Airbag – Identity (Remastered) CD & Vinyl review

3 06 2021

Karisma Records are releasing a remastered version of Oslo band Airbag’s 2009 debut album Identity in June 2021 on CD and in early August on double vinyl.

The original, according to my Last.FM stats, was my most played album in 2009, so I’m obviously a big fan of this album. Identity has been lovingly remastered by Jacob Holm-Lupo (White Willow, The Opium Cartel).

Identity is a wonderful mixture of Pink Floyd influenced, melodic prog with quite wide-ranging pop influences such as later period Talk Talk and at times, hints of modern electronica.

Jacob Holm-Lupo’s remaster is a revelation. Comparing the two versions side by side, the new version is less sharp on the ear, the guitars are not always at the top of the mix and there is space for the electronics to breathe. Ride cymbals shimmer, the bass is deep and cuts through perfectly, and production touches such as effects on vocals and keyboards sit so much better in the mix. The original, which sounded pretty good back in the day, has been polished and cleaned, and is now a sparkling diamond of an album.

The instrumental Prelude sets the scene, with emotional solos from guitarist Bjørn Riis. The album is a definite pop your headphones on, sit back and close your eyes, listening experience. If you give the album your full attention, you will be rewarded.

No Escape is one of the key tracks on Identity. The pace is steady and constant, but the arrangement dips in and out of it’s intensity, with a heady mix of David Gilmour influenced guitar lines and simple but effective vocal arrangements. The ending, with processed drums and an emotional piano refrain, is a joy to listen to.

“Why does it feel like I’ve been here before,
please pull me out of this dream.”

Safe Like You has a Massive Attack sounding drum pattern, and infectious keyboard lines that underpin the emotive guitar parts. This is one of the songs that really benefits from Holm-Lupo’s warm, widescreen and colourful remaster.

“My stomach aches when you look at me as if I was fake”

Steal My Soul makes good use of soundscapes and Robert Fripp influenced guitar textures before the more traditional arrangement kicks in. This is the track that is likely to appeal to fans of 70s prog and classic rock.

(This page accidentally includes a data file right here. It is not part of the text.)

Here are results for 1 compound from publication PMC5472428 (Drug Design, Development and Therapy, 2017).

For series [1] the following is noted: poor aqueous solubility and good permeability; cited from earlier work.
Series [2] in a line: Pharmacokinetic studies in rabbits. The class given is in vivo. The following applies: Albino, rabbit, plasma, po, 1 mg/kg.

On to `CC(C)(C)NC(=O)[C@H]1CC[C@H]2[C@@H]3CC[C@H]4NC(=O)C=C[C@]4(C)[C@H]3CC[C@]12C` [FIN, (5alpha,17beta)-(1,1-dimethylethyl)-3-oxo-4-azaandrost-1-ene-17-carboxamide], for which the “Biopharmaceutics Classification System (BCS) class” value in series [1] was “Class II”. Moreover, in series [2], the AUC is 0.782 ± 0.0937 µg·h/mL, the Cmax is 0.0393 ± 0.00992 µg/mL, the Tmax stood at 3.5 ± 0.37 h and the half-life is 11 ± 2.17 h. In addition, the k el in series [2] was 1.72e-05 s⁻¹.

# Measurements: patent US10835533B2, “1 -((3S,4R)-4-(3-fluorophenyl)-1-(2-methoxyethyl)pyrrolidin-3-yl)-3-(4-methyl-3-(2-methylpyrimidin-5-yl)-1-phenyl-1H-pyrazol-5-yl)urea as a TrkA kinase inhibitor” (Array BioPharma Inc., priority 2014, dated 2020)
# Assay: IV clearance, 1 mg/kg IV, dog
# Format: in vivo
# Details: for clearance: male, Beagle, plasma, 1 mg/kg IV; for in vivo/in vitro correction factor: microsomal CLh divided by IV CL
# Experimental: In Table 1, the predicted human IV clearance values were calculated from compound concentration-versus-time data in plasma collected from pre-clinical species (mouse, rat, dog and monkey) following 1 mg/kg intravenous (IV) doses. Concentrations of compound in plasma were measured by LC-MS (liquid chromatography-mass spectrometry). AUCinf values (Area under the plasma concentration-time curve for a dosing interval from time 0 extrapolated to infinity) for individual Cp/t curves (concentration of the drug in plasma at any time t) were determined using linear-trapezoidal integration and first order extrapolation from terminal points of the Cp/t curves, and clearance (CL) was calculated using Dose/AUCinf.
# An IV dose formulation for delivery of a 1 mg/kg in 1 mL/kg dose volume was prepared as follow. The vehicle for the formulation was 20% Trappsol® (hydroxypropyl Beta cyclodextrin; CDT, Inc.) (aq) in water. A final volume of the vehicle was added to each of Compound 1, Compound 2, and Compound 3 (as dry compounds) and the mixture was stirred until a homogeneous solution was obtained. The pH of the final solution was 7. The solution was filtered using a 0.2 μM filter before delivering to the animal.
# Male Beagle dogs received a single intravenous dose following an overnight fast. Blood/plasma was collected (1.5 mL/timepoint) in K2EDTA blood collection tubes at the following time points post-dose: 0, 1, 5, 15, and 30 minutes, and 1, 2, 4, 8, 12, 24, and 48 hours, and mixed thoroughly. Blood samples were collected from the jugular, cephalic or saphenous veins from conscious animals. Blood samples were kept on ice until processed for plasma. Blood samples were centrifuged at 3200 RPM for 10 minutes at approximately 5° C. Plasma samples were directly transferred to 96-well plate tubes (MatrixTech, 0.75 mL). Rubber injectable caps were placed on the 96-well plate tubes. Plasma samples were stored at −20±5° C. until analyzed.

The remaster of Steal My Soul is another noticeable improvement, and Colours, with its clearer vocal and acoustic guitar mix, sounds like it was recorded yesterday, rather than 12 years ago. How time flies…

The final two tracks – How I Wanna Be & Sounds That I Hear – thrive on the atmospherics, and work as if they are one long piece, rather than two distinct tracks.

Sounds That I Hear is one of my favourite Airbag songs, with delicate organ washes, snatches of distant radio conversations and a powerful classic progressive rock arrangement that sits comfortably (numb) alongside the dark lyrics.

“The memories we had
are left behind”

So if you already own this album, should you buy it again? For me, its a genuine sonic improvement, and the best version of one of my favourite albums of the past 20 years, and so yes I will be buying it again, on vinyl rather than CD. My original copy will go to a charity shop to hopefully turn someone else on to the band. Got to spread the prog love, right?

Buy the Identity (2021 Remaster) CD (available from 11 June 2021) from Amazon


Buy the Identity (2021 Remaster) (Deluxe White Vinyl) 2LP – pre-order (available from early August 2021) from Amazon

Tracklist:

Prelude
No Escape
Safe Like You
Steal My Soul
Feeling Less
Colours
How I Wanna Be
Sounds That I Hear

Identity-era Line-up:

Asle Tostrup – vocals
Bjørn Riis – guitars & vocals
Jørgen Hagen – keyboards
Anders Hovdan – bass
Joachim Slikker – drums





Plenty – Enough album review

14 05 2021

Enough is a double CD collecting two 2021 Plenty (Tim Bowness, Brian Hulse and David K Jones) ‘lockdown’ projects, plus the first ever release of the band’s original 1980s demos.

The album is split into three parts over the two CD’s:

Old / Borrowed were recorded between Spring 2020 and Spring 2021, whilst Older has recordings from between Summer 1986 and Summer 1990.

Enough is wisely split into two CD’s – with the 2020/21 recordings on disc one and the older, late 80s demos on disc 2. This works well, as it feels like two separate albums to me, with a modern re-imagining on the first disc, and the fascinating (but obviously more low-resolution) demos that give insight into the genesis of the band on the second.

Plenty’s previous album It Could Be Home had an 80s sheen, whereas Enough feels like a 2021 release, with a real edge that makes the album sit comfortably in the here and now.

Disc one opens with the seven songs of Old. The most recognisable track will be the album opener Forest Almost Burning, that exists in Plenty demo form as well as on No Man Is an Island’s The Girl From Missouri EP. Like most fans, I don’t have a physical copy, and have never been able to track one down, but this modern take makes up for that.